Jim, We showed the film in Minneapolis the other night and the director of a methadone clinic came. He passed out pro-methadone literature. What an apologist! He got up and said, “The film is excellent, but we don't do that at our clinic.” When we questioned him why people were nodding off, he said, “Well, we keep them on very low dosages, and that doesn't happen.” Low dosages help, but people are still being strongly affected by it.
We didn't use a lot of statistics we'd worked up: like 75% dirty urine (indicating use of heroin or other drugs while taking methadone) rates in New York, Philadelphia, and DC. I want to ask you a question. Did you get the feeling that this wasn't just a bad clinic in Dayton, but this was a national program?
Chuck: Of course, but ...
Jim: You're a radical. (laughter)
I showed METHADONE to my composition class (14 blacks, 2 whites, predominantly working class) at Chicago State University in the fall. From students’ reactions during the screening, in discussion afterwards, and in papers they wrote, I learned a few more things about the film.
It shows that there is a methadone program at work which is part of a general system of social control of working class black and white youth. And it shows how that system works. But what it doesn't show, or at least didn't to my students, is exactly how that system could be changed, except through the community-developed alternative like the RAP collective. The film needs an analysis of what contradictions exist within the system, and therefore of what points of leverage for change exist at the present moment. But since the radical community hasn't developed such an analysis, it’s an understandable lack within the film.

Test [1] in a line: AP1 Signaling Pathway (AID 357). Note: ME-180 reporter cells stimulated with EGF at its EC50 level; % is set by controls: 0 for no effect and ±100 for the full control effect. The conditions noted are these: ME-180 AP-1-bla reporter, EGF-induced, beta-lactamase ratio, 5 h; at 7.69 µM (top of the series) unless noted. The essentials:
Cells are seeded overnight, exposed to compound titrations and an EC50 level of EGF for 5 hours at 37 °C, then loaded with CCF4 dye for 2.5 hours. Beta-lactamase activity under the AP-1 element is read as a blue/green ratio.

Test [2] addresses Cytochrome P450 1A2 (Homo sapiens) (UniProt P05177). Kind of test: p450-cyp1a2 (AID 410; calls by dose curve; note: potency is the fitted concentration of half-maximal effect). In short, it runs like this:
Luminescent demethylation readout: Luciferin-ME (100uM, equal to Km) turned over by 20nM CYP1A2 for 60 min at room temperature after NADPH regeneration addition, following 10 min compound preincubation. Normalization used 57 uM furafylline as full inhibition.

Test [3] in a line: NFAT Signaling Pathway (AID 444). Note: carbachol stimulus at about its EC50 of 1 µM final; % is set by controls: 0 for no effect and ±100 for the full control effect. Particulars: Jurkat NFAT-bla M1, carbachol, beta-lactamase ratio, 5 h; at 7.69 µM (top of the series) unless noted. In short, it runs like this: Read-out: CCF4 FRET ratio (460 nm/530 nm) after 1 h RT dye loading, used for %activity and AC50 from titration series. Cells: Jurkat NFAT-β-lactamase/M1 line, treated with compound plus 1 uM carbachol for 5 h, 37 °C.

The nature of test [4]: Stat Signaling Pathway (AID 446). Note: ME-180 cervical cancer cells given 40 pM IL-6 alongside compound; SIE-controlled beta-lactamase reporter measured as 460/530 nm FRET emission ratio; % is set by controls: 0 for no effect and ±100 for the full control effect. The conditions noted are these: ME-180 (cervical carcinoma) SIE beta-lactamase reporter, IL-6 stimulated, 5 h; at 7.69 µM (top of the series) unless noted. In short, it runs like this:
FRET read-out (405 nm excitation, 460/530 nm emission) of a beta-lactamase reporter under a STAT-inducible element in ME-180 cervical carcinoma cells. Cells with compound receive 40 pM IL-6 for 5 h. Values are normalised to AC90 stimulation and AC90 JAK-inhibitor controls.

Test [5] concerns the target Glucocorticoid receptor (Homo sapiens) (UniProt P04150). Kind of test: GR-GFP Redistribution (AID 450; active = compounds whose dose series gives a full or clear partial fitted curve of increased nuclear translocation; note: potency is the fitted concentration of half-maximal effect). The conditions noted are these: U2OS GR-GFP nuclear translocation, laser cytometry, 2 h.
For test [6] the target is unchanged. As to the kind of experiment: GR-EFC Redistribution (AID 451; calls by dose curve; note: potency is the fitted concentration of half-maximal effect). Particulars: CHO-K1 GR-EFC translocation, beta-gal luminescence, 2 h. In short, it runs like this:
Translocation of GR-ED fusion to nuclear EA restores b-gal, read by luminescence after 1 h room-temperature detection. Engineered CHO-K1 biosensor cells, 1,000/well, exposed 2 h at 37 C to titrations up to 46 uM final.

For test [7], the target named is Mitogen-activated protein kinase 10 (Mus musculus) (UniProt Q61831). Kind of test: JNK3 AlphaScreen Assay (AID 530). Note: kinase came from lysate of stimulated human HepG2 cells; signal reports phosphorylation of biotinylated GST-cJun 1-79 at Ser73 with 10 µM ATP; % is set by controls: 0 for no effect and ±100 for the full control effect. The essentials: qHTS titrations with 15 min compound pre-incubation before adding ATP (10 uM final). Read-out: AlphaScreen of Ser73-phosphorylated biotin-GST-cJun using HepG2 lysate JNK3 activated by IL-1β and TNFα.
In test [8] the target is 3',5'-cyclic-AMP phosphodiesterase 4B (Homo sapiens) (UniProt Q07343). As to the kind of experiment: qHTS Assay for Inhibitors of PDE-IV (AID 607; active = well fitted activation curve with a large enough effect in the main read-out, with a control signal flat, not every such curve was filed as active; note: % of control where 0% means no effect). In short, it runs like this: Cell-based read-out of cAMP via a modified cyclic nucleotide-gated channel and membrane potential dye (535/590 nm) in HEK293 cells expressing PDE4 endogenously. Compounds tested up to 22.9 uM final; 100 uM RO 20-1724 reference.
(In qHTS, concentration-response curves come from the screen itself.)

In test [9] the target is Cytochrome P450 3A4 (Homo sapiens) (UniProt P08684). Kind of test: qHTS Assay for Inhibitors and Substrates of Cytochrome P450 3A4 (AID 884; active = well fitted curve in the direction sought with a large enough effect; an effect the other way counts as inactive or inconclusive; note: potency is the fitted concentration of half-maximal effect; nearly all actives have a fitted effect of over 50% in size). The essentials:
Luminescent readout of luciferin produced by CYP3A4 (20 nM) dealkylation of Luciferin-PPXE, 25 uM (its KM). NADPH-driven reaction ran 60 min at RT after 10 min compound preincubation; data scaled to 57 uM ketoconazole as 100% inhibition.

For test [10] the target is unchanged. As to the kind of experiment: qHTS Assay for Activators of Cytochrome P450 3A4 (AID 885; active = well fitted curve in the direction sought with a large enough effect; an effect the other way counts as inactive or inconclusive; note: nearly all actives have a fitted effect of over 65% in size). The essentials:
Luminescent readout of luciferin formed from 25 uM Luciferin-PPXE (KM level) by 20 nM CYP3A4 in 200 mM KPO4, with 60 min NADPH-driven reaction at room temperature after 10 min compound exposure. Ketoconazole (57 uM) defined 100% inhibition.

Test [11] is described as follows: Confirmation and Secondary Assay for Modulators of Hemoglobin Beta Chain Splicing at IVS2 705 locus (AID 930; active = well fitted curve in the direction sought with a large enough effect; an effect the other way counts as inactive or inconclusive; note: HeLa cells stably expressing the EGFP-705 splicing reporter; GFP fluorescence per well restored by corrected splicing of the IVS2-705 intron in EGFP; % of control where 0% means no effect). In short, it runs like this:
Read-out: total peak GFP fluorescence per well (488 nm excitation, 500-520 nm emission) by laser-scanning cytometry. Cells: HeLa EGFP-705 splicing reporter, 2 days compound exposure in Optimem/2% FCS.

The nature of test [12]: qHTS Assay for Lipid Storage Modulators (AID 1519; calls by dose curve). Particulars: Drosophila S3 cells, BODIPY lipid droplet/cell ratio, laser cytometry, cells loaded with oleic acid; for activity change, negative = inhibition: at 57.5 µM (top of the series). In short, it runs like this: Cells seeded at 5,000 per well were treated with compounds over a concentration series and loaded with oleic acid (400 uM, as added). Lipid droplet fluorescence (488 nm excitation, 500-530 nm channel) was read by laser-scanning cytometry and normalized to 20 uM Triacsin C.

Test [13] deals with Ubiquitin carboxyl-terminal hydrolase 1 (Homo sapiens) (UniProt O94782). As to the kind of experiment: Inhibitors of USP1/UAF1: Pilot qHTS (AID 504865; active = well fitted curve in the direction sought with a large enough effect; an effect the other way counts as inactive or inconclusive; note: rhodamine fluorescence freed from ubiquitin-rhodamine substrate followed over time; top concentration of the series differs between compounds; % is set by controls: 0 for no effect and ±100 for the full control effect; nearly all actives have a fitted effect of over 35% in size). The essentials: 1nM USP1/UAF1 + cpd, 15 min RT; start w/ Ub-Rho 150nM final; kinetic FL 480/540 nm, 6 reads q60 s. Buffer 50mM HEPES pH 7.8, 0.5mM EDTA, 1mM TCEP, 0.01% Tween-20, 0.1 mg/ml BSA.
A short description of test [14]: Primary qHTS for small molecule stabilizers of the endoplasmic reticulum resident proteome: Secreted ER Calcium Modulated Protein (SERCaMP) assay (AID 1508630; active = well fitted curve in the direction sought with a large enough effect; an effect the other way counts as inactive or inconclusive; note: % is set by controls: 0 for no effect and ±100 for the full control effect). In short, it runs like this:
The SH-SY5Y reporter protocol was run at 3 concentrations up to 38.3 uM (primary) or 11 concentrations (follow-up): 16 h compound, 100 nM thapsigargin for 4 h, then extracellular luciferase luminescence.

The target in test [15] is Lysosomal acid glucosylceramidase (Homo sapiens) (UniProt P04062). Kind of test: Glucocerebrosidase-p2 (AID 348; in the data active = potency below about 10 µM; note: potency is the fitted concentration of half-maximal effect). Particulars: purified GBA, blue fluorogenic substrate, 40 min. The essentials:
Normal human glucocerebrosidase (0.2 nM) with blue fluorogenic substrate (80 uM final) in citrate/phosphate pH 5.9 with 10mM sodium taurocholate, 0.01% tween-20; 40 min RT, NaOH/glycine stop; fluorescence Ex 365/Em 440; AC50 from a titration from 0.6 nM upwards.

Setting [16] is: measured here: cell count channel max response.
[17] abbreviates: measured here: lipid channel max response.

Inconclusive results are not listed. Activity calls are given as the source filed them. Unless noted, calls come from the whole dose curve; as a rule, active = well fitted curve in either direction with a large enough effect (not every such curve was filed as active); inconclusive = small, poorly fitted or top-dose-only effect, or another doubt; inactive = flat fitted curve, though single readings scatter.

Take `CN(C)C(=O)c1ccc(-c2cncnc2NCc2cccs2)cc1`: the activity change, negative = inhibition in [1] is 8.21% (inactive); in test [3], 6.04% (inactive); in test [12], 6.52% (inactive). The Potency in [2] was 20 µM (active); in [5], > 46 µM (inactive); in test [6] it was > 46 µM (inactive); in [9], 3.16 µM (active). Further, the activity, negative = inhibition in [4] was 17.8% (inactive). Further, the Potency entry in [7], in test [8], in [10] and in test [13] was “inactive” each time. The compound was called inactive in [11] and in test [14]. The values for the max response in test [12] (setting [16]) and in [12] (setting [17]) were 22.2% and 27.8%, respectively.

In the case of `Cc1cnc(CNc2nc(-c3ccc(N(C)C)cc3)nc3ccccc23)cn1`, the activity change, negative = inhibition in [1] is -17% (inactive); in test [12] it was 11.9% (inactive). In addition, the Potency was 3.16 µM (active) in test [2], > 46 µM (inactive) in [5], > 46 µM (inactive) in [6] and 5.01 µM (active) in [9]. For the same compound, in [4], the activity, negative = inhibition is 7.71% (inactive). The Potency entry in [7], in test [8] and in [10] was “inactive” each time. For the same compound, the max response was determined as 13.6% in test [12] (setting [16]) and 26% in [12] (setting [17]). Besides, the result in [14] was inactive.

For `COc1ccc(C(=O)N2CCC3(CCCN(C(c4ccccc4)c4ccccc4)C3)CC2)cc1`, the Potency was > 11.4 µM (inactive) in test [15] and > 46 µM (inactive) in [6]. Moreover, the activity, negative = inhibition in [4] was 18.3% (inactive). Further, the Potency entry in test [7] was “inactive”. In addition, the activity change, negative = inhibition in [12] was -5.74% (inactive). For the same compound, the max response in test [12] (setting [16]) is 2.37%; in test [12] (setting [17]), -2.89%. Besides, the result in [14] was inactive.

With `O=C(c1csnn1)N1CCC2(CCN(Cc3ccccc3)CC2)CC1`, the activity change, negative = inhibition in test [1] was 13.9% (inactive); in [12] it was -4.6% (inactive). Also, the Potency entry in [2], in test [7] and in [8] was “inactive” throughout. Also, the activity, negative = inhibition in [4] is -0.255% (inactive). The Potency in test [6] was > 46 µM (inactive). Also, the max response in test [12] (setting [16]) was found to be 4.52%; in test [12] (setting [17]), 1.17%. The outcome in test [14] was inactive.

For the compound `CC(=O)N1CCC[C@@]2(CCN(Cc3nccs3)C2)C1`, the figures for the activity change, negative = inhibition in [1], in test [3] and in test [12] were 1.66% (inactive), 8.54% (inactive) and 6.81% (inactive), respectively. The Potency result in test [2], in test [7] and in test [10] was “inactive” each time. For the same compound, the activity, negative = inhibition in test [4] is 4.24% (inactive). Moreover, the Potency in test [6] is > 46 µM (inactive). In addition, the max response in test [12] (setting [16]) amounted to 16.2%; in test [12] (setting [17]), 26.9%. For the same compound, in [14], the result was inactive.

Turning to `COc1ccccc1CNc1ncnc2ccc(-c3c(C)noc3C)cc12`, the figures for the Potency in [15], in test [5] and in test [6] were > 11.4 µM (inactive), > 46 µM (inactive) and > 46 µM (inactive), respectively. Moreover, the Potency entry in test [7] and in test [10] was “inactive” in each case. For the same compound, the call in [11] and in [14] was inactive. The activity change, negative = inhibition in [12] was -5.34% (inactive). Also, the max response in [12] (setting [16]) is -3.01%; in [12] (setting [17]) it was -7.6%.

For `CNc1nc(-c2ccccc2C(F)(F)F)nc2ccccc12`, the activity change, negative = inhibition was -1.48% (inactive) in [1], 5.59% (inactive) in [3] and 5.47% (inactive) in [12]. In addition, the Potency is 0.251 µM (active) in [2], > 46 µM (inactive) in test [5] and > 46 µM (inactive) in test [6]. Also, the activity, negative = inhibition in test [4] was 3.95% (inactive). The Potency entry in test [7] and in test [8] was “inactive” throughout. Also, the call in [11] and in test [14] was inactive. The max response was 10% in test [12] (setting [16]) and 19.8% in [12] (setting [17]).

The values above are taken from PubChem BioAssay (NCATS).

Apparently the medical community is split on the issue of methadone with the government and drug companies on one side and on the other, groups like Healthpac and Medical Committee for Human Rights, parts of the establishment medical profession, community groups, addicts and ex-addicts. Where would one start organizing, given this split? For example, since addicts have such immediate and massive problems keeping up their habit, are they an organizable constituency?
Clearly this level of analysis is very complicated. It would require both a general political perspective and a constant organizing effort, and then reevaluation in terms of that experience. Within the film itself, there is a certain gap between the very clear statement about methadone as a means of social control on the one hand, and on the other, vivid personal examples drawn from the level of the individual. Between the general social and political statement and the concrete examples lies a mass of intricate and elusive connections and contradictions. Because radicals see, or are willing to see, the connections between the two levels of social generality and individual lives, they often miss the importance of explaining the relations between these two levels to others, of detailing the mechanisms of those connections and how they might be changed. METHADONE is one of the best current radical films. It’s an important first step in uncovering and organizing the challenge to the methadone system.